In 1815, the road Braunschweig - Gifhorn - Lüneburg (B4) was re-routed and built on the current route with bridge over the black water at Wichelnförth. Previously, the route went over dry locations, they avoided the bogs and created fords through the heathland streams. The route from Gifhorn to Oesingen was via today's Wahrenholzer Straße. Formerly here was a stone dam, mentioned in 1722 at a trial before the Office Gifhorn between Posthalter Thies and the municipality Groß Oesingen. The stone dam was demolished in 1815 and used as foundation stones. The construction of a fixed road from Gifhorn ago and a fixed bridge over the black water had the consequence that the cargo traffic greatly expanded and drove the horse-drawn covered wagons over Oesingen. The innkeeper Thies provided stables for the horses and shelters for the freight wagons. So this offer was used as relaxing and overnight. Even the Oesinger population took advantage of the heavy freight traffic, as it was the only way to learn something from the wide world. Second and third peasants from Oesingen were hired as carters. The freight traffic came to a sudden end, as on August 15, 1904, the railway Celle-Wittingen was put into operation. From now on, the railways took over the freight service at much cheaper and faster conditions. For agriculture, the rail link had a very beneficial effect. Oesingen got a train station - it was 4km north of the village - but was easily accessible by the fixed road (B4). The peasants were now able to transport the limestone marl in large quantities on freight wagons and feed them to the lean heathland soils. Also mineral fertilizer was now delivered by rail and could be used increasingly. Today, the railway line is used only little, the increasing truck traffic made them unprofitable. In the fifties, the road Braunschweig - Lüneburg (B4) was expanded to a wide highway. At peak times 6000 vehicles cross our place daily.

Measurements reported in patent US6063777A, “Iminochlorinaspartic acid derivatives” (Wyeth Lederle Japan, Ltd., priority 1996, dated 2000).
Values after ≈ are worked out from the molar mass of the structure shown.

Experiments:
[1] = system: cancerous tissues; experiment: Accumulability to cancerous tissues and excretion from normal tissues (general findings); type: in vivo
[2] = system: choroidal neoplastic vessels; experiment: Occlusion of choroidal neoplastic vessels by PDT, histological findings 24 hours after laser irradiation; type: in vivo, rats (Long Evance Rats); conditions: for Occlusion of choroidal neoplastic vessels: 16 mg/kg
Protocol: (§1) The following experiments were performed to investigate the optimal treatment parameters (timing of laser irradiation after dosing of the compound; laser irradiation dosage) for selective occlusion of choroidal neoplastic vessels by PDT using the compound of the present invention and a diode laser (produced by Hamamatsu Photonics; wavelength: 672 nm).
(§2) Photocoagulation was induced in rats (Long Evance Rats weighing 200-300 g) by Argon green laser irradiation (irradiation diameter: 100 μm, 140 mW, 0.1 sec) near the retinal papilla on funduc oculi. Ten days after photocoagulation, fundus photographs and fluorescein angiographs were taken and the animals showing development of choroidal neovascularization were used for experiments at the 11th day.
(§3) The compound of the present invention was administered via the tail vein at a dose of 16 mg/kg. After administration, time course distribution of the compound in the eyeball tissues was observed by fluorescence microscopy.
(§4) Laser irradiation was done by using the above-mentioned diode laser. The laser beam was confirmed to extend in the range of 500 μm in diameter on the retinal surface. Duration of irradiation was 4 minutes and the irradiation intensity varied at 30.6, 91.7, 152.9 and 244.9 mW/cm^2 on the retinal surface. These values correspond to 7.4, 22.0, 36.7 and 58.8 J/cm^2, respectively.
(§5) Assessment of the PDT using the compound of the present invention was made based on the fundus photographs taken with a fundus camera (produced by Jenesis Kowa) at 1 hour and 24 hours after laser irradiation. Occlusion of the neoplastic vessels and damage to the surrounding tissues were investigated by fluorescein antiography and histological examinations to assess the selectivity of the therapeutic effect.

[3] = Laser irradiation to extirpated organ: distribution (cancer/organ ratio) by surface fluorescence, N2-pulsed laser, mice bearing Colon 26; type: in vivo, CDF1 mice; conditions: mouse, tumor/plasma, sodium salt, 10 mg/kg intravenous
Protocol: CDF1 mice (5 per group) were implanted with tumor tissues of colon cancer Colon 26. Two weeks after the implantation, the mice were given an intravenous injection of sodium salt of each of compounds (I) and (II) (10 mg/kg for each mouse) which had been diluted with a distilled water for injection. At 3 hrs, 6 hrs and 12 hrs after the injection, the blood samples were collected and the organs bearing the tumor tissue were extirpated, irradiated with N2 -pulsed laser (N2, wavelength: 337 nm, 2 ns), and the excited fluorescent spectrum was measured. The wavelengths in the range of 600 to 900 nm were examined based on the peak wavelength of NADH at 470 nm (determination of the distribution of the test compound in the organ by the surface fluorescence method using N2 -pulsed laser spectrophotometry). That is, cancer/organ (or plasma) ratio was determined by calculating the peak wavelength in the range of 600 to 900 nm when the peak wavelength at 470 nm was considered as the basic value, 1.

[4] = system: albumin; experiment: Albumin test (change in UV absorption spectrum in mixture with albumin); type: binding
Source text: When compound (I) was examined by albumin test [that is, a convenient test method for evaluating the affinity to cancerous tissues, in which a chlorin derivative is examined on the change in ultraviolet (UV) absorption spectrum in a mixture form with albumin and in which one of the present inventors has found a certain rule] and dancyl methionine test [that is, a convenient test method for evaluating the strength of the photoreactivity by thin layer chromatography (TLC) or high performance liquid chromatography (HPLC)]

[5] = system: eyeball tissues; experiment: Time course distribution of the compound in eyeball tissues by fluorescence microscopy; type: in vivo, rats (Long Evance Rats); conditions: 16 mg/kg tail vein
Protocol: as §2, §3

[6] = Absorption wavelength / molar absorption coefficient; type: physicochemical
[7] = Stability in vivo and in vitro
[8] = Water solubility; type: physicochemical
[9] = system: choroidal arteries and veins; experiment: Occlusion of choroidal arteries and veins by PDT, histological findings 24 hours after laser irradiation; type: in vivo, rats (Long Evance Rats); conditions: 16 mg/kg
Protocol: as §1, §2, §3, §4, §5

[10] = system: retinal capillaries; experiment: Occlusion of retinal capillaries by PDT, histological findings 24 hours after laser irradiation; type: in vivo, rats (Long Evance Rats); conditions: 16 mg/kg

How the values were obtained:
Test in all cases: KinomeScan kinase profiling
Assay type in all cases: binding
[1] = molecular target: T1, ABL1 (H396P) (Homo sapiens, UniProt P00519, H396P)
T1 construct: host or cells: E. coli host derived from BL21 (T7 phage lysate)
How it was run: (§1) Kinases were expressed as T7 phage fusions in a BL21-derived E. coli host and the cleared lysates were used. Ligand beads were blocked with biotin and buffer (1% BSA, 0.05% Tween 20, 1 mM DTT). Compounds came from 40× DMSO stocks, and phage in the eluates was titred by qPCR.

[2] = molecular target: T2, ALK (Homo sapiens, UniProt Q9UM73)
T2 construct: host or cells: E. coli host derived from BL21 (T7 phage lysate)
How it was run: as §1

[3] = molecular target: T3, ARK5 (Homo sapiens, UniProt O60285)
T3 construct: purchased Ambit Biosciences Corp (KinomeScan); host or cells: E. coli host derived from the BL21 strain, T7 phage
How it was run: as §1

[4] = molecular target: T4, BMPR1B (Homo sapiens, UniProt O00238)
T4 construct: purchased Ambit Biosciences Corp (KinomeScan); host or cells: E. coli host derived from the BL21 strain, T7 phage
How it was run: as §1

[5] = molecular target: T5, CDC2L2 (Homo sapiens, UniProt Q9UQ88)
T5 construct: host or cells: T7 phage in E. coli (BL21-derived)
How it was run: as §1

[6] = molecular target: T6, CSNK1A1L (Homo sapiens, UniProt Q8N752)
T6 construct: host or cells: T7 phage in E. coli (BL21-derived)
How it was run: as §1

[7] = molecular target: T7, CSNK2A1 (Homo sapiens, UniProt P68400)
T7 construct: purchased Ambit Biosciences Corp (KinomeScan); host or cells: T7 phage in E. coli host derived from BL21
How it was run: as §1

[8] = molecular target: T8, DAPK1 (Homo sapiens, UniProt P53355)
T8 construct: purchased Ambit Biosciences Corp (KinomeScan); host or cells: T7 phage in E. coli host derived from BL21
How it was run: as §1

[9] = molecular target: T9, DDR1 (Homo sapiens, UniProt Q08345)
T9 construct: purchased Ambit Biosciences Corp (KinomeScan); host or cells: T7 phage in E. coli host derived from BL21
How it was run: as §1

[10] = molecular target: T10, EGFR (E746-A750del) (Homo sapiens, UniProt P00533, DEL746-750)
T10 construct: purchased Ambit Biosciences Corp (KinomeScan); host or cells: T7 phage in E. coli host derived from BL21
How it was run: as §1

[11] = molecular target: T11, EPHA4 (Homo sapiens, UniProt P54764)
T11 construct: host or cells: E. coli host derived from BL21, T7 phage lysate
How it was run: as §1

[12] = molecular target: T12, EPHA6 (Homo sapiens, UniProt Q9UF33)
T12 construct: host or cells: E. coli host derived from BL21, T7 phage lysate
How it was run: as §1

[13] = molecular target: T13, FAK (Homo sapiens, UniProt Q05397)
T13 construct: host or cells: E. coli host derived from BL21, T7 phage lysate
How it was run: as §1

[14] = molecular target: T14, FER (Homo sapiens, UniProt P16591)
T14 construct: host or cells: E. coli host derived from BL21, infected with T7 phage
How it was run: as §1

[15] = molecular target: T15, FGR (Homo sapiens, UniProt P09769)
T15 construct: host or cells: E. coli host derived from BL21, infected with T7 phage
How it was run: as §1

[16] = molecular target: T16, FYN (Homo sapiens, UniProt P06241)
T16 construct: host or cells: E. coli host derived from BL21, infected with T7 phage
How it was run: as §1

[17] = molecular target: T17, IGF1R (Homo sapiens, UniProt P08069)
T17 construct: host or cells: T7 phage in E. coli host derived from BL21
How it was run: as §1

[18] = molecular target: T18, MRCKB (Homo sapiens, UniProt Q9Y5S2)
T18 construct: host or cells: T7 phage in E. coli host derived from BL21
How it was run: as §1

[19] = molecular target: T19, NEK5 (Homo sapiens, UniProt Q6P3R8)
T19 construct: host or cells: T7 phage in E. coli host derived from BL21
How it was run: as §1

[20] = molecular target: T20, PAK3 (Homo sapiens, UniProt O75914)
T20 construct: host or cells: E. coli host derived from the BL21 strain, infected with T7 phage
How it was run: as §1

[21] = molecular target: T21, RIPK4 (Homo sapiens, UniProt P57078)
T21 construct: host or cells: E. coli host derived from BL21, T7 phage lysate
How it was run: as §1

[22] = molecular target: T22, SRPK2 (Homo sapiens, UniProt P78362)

From the turn of the century until the mid-thirties there was hardly any extension of the town. The second world war with its devastating consequences interrupted the development of the place. The consequences of the war were also noticeable in Oesingen. All healthy men up to the age of 40 were drafted into the Wehrmacht and many did not return. The work on the farms was done by foreign workers. In 1943, the first bomb victims had to be taken in, people who had lost their homes in Hanover or Braunschweig. In the first months of 1945, the population of East Prussia, West Prussia, Pomerania and Silesia had to leave their homeland. Many of them also came to our region and asked for admission: In Oesingen everyone was given free living space to accommodate the many people who had lost their homes. The population had almost doubled. After the currency reform in 1948, life slowly returned to normal. The current population has just reached the 2000 and will probably continue to rise.